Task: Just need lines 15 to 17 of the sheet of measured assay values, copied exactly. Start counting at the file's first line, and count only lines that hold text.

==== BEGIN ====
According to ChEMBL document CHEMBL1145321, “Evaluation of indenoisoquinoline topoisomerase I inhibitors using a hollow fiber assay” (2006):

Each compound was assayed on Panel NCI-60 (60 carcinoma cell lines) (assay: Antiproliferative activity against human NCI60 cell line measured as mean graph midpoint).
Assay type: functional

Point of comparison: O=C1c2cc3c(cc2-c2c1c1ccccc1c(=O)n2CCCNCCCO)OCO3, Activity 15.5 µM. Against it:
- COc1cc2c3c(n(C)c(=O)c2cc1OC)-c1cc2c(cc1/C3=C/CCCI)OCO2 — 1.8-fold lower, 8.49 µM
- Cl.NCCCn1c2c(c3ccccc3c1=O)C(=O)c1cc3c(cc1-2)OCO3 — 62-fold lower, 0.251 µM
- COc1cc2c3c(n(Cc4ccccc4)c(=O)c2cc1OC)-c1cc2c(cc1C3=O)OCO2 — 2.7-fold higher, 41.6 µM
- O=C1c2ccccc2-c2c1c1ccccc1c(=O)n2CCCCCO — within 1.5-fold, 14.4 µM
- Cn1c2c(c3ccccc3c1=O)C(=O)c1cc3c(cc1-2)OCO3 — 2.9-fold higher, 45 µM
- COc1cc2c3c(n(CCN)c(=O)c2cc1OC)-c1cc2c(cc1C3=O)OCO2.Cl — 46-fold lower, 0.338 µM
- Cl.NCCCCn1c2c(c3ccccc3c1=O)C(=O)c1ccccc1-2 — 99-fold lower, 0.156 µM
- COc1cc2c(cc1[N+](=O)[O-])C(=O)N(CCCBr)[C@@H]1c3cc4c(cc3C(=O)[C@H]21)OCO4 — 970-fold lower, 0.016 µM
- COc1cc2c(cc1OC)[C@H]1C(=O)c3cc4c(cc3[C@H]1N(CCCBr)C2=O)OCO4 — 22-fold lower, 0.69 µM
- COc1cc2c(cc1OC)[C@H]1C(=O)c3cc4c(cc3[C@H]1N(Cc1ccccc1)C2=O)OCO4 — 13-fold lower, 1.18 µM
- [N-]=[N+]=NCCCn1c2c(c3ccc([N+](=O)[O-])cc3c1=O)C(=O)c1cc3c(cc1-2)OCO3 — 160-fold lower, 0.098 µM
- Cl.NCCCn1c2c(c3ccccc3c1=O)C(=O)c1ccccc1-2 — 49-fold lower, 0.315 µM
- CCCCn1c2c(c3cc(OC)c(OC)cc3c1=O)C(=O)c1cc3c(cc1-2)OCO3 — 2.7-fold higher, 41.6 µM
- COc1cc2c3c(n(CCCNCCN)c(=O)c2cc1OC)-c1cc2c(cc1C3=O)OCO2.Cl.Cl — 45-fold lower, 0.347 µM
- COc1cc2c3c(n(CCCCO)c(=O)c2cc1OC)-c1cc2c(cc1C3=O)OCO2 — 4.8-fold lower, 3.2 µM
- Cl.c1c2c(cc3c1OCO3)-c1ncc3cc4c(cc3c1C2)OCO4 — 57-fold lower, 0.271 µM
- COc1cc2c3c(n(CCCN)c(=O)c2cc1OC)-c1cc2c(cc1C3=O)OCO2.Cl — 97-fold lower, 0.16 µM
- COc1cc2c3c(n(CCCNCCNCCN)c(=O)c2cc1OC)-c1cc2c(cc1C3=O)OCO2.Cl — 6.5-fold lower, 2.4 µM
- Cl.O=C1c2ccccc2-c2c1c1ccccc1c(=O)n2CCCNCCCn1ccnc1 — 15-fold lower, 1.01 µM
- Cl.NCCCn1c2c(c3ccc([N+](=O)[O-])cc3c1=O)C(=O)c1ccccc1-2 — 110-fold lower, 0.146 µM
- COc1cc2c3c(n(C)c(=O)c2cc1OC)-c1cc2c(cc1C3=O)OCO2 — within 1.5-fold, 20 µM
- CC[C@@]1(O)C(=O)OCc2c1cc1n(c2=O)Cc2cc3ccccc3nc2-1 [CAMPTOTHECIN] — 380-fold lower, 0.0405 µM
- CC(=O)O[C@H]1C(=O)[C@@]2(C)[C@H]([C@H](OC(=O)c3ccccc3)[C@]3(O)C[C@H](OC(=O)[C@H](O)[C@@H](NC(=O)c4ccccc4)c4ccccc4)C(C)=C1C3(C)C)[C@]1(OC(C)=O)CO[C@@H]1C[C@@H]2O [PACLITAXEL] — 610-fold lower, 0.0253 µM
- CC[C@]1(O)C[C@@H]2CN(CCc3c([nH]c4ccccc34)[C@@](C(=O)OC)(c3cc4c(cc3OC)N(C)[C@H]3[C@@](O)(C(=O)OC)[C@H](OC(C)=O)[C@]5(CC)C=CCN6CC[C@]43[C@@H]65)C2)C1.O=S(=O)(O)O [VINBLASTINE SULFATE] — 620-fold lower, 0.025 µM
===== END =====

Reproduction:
- [N-]=[N+]=NCCCn1c2c(c3ccc([N+](=O)[O-])cc3c1=O)C(=O)c1cc3c(cc1-2)OCO3 — 160-fold lower, 0.098 µM
- Cl.NCCCn1c2c(c3ccccc3c1=O)C(=O)c1ccccc1-2 — 49-fold lower, 0.315 µM
- CCCCn1c2c(c3cc(OC)c(OC)cc3c1=O)C(=O)c1cc3c(cc1-2)OCO3 — 2.7-fold higher, 41.6 µM